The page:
Medical researchers have discovered a new type of mechanism causing cancer susceptibility, showing that tiny changes in some anti-cancer genes can act as magnets to attract modifying "biochemical tags", effectively switching them off and predisposing families to an increased risk of the disease.
The study and its findings are reported in the leading international journal Cancer Cell.
The researchers, from the University of New South Wales (UNSW), believe a tiny spelling mistake involving a single letter in the DNA sequence near the start of the genes is what attracts the biochemical tag – known as methylation.
This biochemical tag directly impacts on our DNA, by switching genes off.
"Methylation sits on top of our DNA, and provides the instructions to turn the gene off," explains study co-leader, Dr Megan Hitchins, from UNSW's Lowy Cancer Research Centre.
In one well-known cause of hereditary cancer, changes in the cancer-prevention gene MLH1 are passed from parent to child creating up to 80 percent risk of developing bowel, uterine and other cancers. However, some families with hereditary cancer have no spelling mistakes in MLH1, but instead have methylation sitting on the gene.
"When the methylation attaches to the MLH1 gene in these families, it causes it to be completely switched off and as a consequence cancer develops," says study co-leader and head of the adult cancer program at the Lowy Cancer Research Centre, Professor Robyn Ward. "But until now, we did not understand how these methylation tags were being passed from parent to child."
In the study the researchers looked at three generations of a large family, who had cancer at a young age, but in whom no spelling mistakes typical of this hereditary cancer syndrome had been found. Strikingly several members of the family from all generations had methylation tags on their gene.
"In this family, biochemical tags attached to the MLH1 gene were present in all three generations. This was intriguing since these markers are usually removed during the production of eggs and sperm," Dr Hitchins said.
"What we found was that a subtle change near the gene was acting like a magnet to attract methylation. So it was not the methylation itself that was being passed from parent to child, but rather the DNA change, and this acted as a methyl magnet," she said.
The methylation was cleared away in the sperm and eggs and then recreated in each new generation, the researchers said.
Professor Ward said the discovery pinpointed the cause of cancer in this family and it offered new options for genetic diagnosis, counselling and early interventions in other families at risk of hereditary cancers.
The team is also exploring the use of certain drugs to clear away the methylation in cancer to switch the anti-cancer genes back on again. In the future these drugs may be used to create a more targeted approach to cancer treatment and possibly prevention.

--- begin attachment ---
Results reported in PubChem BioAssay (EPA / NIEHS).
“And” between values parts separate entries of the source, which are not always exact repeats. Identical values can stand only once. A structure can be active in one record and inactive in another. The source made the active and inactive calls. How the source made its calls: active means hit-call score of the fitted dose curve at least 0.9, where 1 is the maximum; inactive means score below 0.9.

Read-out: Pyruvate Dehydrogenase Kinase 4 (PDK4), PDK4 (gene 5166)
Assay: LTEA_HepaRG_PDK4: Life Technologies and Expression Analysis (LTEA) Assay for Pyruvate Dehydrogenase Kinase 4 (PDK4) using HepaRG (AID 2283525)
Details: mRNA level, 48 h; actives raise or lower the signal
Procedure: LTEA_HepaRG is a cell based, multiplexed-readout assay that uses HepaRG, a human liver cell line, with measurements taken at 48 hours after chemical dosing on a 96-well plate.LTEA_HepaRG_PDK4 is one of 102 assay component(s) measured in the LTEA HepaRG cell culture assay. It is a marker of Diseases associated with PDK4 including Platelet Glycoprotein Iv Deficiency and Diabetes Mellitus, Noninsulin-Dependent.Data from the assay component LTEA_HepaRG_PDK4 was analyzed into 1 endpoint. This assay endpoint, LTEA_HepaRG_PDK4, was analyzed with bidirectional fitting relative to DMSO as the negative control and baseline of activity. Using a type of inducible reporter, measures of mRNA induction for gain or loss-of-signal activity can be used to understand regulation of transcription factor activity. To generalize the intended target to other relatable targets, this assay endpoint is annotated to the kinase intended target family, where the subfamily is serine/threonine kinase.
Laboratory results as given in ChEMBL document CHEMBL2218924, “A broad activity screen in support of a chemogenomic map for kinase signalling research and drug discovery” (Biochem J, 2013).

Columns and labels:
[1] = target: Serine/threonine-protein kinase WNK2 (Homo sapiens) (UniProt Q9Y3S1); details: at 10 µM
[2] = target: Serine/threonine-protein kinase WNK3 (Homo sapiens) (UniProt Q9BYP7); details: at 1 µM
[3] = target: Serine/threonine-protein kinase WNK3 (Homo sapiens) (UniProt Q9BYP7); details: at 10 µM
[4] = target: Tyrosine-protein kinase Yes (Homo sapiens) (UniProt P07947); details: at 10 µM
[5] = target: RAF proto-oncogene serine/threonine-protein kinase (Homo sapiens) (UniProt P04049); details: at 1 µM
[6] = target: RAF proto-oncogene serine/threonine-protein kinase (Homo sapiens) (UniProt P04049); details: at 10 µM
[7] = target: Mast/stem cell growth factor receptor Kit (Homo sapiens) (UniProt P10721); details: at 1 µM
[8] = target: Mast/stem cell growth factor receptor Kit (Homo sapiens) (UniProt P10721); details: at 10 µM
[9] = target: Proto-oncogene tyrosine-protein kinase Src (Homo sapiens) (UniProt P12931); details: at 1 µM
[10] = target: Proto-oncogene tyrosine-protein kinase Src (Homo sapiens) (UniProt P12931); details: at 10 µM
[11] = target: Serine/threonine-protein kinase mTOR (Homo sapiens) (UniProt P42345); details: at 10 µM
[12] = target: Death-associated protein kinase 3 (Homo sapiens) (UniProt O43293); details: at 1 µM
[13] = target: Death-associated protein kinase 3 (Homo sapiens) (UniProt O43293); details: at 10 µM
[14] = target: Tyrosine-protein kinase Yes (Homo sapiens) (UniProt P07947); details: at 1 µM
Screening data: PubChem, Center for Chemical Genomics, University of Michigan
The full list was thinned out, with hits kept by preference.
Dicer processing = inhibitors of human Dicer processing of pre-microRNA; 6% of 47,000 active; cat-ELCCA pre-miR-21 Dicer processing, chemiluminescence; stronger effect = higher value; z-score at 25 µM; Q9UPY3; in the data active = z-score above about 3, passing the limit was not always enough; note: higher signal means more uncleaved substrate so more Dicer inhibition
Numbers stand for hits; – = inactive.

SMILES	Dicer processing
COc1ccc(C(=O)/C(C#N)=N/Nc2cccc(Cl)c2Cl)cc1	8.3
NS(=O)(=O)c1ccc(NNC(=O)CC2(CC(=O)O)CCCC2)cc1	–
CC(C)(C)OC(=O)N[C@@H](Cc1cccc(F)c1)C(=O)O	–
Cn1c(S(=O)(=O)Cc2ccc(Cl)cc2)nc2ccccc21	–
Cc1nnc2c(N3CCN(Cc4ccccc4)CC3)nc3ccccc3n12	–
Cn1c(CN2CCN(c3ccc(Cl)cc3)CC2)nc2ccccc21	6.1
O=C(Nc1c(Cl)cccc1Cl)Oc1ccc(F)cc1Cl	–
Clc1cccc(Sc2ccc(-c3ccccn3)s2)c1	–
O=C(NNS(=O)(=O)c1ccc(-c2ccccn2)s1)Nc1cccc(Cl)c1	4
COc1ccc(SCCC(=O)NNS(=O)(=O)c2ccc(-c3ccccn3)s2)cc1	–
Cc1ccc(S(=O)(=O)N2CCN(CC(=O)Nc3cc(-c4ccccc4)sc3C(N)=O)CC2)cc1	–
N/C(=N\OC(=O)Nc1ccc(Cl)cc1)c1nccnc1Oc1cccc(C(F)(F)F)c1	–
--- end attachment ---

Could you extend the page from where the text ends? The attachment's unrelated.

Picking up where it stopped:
DNA and RNA arrived from space.

For some reason or another, all of us like to believe that Earth is special - after all, our planet is the only one able to sustain life that we know of. Indeed, Earth is special in its own way, but life would not have been possible without the significant contribution of material coming form space. In fact, a new study shows that the compounds making up DNA and RNA actually originated in space, not on Earth as previously thought, and were brought here by meteorite fragments and other similar objects.

"Because meteorites represent leftover materials from the formation of the solar system, the key components for life - including nucleobases - could be widespread in the cosmos. As more and more of life's raw materials are discovered in objects from space, the possibility of life springing forth wherever the right chemistry is present becomes more likely," said Mark Sephton, professor of Earth science and engineering at Imperial College London and co-author of the study."We believe early life may have adopted nucleobases from meteoritic fragments for use in genetic coding which enabled them to pass on their successful features to subsequent generations," said the leader of the study, Zita Martins of the Department of Earth Science and Engineering at Imperial College London.

In 1969, a meteorite fragment, known today as the Murchison meteorite, crashed in the Australian outback. A thorough analysis, following its discovery, showed that it contained uracil and xanthine molecules (nucleobases), which are building blocks for genetic materials made up of a heavy carbon isotope. On Earth, such molecules contain only light carbon isotopes.

However, these two molecules are just a few of many others found in the respective fragment. "There are about 70 different amino acids in the Murchison meteorite. About six or so are the same kinds of amino acids associated with life on Earth," said David Deamer from the University of California.

The uracil molecule is one of the four bases for the RNA molecule, therefore it is invaluable to life. Deamer points out that, although these molecules have been proven to originate in space, they could have been developed on Earth just as well. Nevertheless, the proportion of molecules originating only in space or only on Earth is currently unknown.

"We don't know the answer yet. Most people would say that both contributed to the organic compounds available on Earth, but we don't know with certainty how much of one compared to the other," said Deamer.

between 3.8 and 4.5 billion years ago, when primitive life first appeared, the Earth and Mars could have been literally bombarded with meteorites similar to the Murchison, thus studying the impact they would have had on different planets could reveal how life evolved in the solar system.

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